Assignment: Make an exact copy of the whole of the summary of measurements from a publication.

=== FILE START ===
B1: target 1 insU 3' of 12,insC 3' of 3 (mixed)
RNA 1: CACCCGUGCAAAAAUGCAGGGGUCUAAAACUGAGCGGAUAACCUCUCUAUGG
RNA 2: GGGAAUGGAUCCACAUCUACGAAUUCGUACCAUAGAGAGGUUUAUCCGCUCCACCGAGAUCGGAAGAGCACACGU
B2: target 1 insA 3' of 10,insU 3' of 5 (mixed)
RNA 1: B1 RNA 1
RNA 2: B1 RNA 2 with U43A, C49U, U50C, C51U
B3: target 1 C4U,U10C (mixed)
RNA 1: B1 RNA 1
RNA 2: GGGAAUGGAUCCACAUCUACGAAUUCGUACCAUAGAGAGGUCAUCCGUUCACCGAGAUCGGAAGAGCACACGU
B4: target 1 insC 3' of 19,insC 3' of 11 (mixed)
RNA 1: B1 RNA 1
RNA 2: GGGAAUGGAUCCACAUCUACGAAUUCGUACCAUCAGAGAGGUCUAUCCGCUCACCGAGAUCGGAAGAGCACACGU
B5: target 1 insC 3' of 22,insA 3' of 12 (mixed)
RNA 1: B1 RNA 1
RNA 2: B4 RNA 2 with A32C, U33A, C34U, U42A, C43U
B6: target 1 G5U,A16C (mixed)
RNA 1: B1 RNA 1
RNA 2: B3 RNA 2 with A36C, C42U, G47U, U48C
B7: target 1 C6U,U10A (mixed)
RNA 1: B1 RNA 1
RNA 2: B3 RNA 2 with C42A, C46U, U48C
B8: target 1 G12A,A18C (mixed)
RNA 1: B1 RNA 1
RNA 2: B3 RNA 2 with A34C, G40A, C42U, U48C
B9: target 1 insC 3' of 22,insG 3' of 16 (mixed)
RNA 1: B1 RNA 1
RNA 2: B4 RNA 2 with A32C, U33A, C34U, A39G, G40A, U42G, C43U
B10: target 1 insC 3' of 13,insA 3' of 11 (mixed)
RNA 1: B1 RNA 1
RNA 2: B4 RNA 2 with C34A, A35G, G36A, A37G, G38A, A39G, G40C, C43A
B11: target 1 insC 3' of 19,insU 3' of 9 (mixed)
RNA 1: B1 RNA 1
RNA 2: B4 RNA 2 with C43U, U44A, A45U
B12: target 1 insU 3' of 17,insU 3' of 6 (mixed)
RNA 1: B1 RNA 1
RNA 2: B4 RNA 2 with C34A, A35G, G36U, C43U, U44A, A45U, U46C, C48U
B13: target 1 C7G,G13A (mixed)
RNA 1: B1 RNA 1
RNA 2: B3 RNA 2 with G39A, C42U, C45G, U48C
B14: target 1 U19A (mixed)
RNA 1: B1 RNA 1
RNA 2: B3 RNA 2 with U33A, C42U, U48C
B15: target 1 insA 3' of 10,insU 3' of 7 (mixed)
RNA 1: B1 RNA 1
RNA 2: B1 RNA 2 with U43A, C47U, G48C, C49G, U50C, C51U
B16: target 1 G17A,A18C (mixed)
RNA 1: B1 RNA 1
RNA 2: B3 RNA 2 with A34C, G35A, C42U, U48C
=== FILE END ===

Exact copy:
B1: target 1 insU 3' of 12,insC 3' of 3 (mixed)
RNA 1: CACCCGUGCAAAAAUGCAGGGGUCUAAAACUGAGCGGAUAACCUCUCUAUGG
RNA 2: GGGAAUGGAUCCACAUCUACGAAUUCGUACCAUAGAGAGGUUUAUCCGCUCCACCGAGAUCGGAAGAGCACACGU
B2: target 1 insA 3' of 10,insU 3' of 5 (mixed)
RNA 1: B1 RNA 1
RNA 2: B1 RNA 2 with U43A, C49U, U50C, C51U
B3: target 1 C4U,U10C (mixed)
RNA 1: B1 RNA 1
RNA 2: GGGAAUGGAUCCACAUCUACGAAUUCGUACCAUAGAGAGGUCAUCCGUUCACCGAGAUCGGAAGAGCACACGU
B4: target 1 insC 3' of 19,insC 3' of 11 (mixed)
RNA 1: B1 RNA 1
RNA 2: GGGAAUGGAUCCACAUCUACGAAUUCGUACCAUCAGAGAGGUCUAUCCGCUCACCGAGAUCGGAAGAGCACACGU
B5: target 1 insC 3' of 22,insA 3' of 12 (mixed)
RNA 1: B1 RNA 1
RNA 2: B4 RNA 2 with A32C, U33A, C34U, U42A, C43U
B6: target 1 G5U,A16C (mixed)
RNA 1: B1 RNA 1
RNA 2: B3 RNA 2 with A36C, C42U, G47U, U48C
B7: target 1 C6U,U10A (mixed)
RNA 1: B1 RNA 1
RNA 2: B3 RNA 2 with C42A, C46U, U48C
B8: target 1 G12A,A18C (mixed)
RNA 1: B1 RNA 1
RNA 2: B3 RNA 2 with A34C, G40A, C42U, U48C
B9: target 1 insC 3' of 22,insG 3' of 16 (mixed)
RNA 1: B1 RNA 1
RNA 2: B4 RNA 2 with A32C, U33A, C34U, A39G, G40A, U42G, C43U
B10: target 1 insC 3' of 13,insA 3' of 11 (mixed)
RNA 1: B1 RNA 1
RNA 2: B4 RNA 2 with C34A, A35G, G36A, A37G, G38A, A39G, G40C, C43A
B11: target 1 insC 3' of 19,insU 3' of 9 (mixed)
RNA 1: B1 RNA 1
RNA 2: B4 RNA 2 with C43U, U44A, A45U
B12: target 1 insU 3' of 17,insU 3' of 6 (mixed)
RNA 1: B1 RNA 1
RNA 2: B4 RNA 2 with C34A, A35G, G36U, C43U, U44A, A45U, U46C, C48U
B13: target 1 C7G,G13A (mixed)
RNA 1: B1 RNA 1
RNA 2: B3 RNA 2 with G39A, C42U, C45G, U48C
B14: target 1 U19A (mixed)
RNA 1: B1 RNA 1
RNA 2: B3 RNA 2 with U33A, C42U, U48C
B15: target 1 insA 3' of 10,insU 3' of 7 (mixed)
RNA 1: B1 RNA 1
RNA 2: B1 RNA 2 with U43A, C47U, G48C, C49G, U50C, C51U
B16: target 1 G17A,A18C (mixed)
RNA 1: B1 RNA 1
RNA 2: B3 RNA 2 with A34C, G35A, C42U, U48C